Introduction to Making Wine and Beer at Home
Making wine and beer at home is now one of the most popular hobbies in Great Britain. It is reliably estimated that nearly four million people make some wine or beer every year. With the ever increasing prices of commercial wines and beers it is not surprising that the hobby continues to grow. One of the advantages of wine and beer making is that the whole family can share in the end result and many people now make enough to enjoy a drink every day, while others make only enough for occasional pleasures.
When consumed in public places, beer can encourage drunkenness and, from the 6th century, laws have been enacted imposing penalties on those found drunk in an endeavour to restrict excessive drinking. In the 10th century King Edgar closed all but one ale house in every village and controlled the size of vessel in which the ale was sold. Even taxation seems to have had little effect on the quantity consumed and taxes have steadily been increased since the first tax was applied in 1188. The situation has not changed since then, and excessive drink is often given as the cause of rowdiness and hooliganism, especially at football matches. This may contribute to the expansion of home brewing. Civilized people dislike getting mixed up in drunken brawls and often keep away from public houses. In any case, they can make as good a beer as they can buy in a public house and enjoy it more in the comfort of their own homes and in the company of their friends.
When consumed in excess, beer often produces reserves of fat around the stomach because of its content. However, it has the great advantage of being an outstanding thirst quencher. The bitter tang of the hop flavour cleanses the mouth and throat probably better than all other drinks and for this reason, it has long been the favourite of manual workers, especially of those performing arduous duties in a warm atmosphere.
Drinking beer is by no means a custom reserved to men. In the beginning, ale was made by women as frequently as they baked bread and prepared meals for their menfolk and children. The term ‘ale wife’ was applied to women who brewed for sale in ale houses and taverns. Beer was drunk by everyone, usually in preference to water which was often unsafe to drink. A weak or ‘small’ beer would be served at breakfast and a stronger one with the evening meal. Often the beer would be unfavoured and taste only of the malt. Sometimes, herbs such as nettle, yarrow or burdock would be boiled with the grains. Much later, in the 16th century, hops became the popular flavouring. They had long been known but their bitter tang had not been appreciated and many cities prohibited their use.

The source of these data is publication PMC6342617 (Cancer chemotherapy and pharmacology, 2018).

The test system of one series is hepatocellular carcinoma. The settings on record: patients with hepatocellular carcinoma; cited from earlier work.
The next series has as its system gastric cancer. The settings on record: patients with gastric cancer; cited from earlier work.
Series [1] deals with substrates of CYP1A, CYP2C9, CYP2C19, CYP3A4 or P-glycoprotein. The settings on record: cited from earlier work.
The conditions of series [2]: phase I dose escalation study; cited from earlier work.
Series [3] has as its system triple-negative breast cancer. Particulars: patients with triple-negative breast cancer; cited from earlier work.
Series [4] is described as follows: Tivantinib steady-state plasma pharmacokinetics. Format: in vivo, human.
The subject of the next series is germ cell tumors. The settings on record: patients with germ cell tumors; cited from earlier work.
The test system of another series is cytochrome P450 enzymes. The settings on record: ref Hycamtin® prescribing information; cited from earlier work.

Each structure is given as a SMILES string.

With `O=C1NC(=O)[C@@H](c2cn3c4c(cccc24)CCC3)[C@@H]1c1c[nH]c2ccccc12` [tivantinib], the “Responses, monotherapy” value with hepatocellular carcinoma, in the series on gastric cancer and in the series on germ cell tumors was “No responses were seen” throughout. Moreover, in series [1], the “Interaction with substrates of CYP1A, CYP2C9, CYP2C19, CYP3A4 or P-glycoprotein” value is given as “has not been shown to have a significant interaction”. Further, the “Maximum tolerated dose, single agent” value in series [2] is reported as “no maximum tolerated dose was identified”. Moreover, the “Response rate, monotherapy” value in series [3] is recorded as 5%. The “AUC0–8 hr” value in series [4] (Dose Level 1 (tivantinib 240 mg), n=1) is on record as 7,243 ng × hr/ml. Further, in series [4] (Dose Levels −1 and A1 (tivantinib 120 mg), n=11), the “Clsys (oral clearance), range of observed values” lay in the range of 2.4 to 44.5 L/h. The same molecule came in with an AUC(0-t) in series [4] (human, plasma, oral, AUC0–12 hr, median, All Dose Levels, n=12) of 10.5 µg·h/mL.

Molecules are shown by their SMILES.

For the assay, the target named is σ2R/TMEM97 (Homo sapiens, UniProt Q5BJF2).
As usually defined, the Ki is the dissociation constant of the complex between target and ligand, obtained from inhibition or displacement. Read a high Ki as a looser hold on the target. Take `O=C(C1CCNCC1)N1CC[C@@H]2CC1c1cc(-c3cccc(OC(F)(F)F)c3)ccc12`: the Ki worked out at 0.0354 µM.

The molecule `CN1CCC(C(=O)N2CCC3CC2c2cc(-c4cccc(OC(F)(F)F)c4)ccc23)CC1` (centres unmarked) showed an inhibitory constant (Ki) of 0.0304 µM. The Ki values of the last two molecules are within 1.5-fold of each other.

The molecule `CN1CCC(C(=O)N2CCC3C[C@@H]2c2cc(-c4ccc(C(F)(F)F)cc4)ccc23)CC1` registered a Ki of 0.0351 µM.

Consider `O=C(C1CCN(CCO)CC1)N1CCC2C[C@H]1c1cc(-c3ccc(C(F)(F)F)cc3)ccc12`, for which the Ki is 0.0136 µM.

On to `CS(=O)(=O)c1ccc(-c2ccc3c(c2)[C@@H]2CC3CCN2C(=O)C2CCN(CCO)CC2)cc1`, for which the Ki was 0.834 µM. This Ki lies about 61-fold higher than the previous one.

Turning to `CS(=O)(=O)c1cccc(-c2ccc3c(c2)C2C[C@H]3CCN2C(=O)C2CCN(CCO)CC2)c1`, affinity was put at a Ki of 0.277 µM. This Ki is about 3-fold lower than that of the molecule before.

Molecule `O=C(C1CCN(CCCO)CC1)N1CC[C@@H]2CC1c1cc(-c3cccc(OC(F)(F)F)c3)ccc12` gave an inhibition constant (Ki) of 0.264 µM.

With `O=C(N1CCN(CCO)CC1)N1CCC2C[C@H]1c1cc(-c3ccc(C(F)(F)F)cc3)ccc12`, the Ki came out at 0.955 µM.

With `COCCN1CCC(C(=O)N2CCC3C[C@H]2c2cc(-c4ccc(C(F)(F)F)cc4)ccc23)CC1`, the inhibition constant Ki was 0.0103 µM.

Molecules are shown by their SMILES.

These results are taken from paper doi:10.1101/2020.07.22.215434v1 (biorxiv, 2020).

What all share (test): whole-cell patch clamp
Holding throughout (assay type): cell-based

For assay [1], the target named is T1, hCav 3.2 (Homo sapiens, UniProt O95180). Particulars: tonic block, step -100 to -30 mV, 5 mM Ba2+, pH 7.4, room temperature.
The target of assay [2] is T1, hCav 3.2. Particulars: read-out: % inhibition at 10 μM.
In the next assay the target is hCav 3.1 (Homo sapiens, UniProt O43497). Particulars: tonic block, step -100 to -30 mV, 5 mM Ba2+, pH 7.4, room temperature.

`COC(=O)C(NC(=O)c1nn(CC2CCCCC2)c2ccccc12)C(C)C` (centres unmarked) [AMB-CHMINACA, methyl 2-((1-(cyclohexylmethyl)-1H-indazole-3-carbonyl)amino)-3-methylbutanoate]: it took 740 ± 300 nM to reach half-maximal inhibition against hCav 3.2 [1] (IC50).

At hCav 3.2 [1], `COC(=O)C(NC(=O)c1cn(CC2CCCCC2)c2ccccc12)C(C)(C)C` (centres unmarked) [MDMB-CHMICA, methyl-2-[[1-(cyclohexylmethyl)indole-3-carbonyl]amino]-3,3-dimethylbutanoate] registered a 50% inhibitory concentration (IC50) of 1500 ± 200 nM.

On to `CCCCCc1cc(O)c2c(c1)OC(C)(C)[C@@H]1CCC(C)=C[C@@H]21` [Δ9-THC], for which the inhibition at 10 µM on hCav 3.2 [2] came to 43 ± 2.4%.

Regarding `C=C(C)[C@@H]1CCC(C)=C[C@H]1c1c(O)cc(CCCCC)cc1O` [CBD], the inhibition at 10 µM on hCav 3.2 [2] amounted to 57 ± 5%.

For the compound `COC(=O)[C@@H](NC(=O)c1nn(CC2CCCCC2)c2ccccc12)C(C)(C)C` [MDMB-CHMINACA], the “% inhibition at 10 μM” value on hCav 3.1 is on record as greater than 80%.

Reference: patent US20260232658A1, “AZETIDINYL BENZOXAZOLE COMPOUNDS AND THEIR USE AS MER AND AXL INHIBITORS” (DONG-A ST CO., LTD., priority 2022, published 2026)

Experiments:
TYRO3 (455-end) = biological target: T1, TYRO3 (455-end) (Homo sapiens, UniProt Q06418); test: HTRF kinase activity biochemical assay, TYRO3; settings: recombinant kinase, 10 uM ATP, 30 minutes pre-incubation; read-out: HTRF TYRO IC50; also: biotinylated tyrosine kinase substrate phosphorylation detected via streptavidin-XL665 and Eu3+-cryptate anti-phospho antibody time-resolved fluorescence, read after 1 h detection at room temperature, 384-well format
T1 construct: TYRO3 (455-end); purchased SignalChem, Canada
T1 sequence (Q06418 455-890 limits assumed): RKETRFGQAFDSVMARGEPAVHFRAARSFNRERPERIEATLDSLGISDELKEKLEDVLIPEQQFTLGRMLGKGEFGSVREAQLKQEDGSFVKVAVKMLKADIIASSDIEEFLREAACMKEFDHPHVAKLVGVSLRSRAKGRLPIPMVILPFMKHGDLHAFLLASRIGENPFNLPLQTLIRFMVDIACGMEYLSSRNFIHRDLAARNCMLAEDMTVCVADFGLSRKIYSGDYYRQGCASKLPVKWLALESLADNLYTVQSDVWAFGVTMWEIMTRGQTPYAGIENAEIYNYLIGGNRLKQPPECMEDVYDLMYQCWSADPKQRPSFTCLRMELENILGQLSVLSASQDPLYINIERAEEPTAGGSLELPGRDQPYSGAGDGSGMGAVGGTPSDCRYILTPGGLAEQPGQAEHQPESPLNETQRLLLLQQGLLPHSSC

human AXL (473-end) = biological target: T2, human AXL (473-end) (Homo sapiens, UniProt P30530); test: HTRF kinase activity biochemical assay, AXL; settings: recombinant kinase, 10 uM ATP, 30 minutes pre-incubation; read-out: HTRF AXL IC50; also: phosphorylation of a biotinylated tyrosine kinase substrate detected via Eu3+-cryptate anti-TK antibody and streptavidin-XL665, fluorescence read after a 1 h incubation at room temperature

With the development of better roads, canals and the birth of the railways, brewing moved away from the home and village to small breweries often assisted by the cellar master monks of the monasteries closed down by Henry VIII. The great names of the brewing industry still known today established their breweries long ago and gradually acquired many others. The recent wars stimulated the process of mergers and 80% of the beer consumed now is made by only six brewing companies.
The movement of people away from the countryside to work in factories in the towns, saw the end of brewing beer at home. Its revival did not begin until the 1950s along with the revival of making country wines. Although now part of the same hobby and on an equal footing so to speak, winemaking has often been regarded as a superior craft. It has not been tainted by drunkenness to the same extent as beer, although tales of the orgies in honour of Bacchus the Roman God of Wine are very well known.
In the United Kingdom, mead made from diluted honey was widely made many centuries ago. Sometimes it was flavoured with herbs and fruits. When sugar became cheaply available from the West Indies, it was used instead of honey. The early country wines were extremely sweet because of a lack of understanding and a lack of proper yeast. All too often, fermentation was left to the wild yeast present in the fruits, but these can produce only 4° of alcohol. Wines were so often hazy that they were served in coloured glasses to conceal it. The sweetness masked any “oil” flavours.
It was not until Pasteur discovered the true nature of yeast that the situation began to improve, but tea, coffee and cocoa were taking over as the popular beverages in the home and the craft of winemaking, like home brewing and cider making, almost disappeared. The revival began in 1945 in spite of the shortage of sugar due to the overlap of wartime rationing. It has steadily gathered strength ever since.
The better understanding of the principles of fermentation has led to the making of dry table wines and strong aperitif and dessert wines as well as sparkling wines. There is now a wide range of purpose made equipment available together with essential minor ingredients such as acids, pectolylic enzymes, tannin and of course good wine yeasts. Above all, the need for good hygiene is well understood and the Campden tablet can be used to sterilize both equipment and ingredients as well as to prevent oxidation.
At the end of the 1950s concentrated grape juice was imported from Spain for the home winemaker and soon the wine kit appeared complete with instructions on how to make six bottles of wine. The use of the kits has spread as rapidly as their quality has improved and many people make their wine exclusively from kits. Other, more adventurous people, blend different fruits together and add concentrated grape juice to improve the vinosity of their wines while the country winemaker remains content to add sugar, acid, water and yeast to fruits, flowers or vegetables. This website gives helpful advice to the winemaker in all three categories and will help them to enjoy their product even more.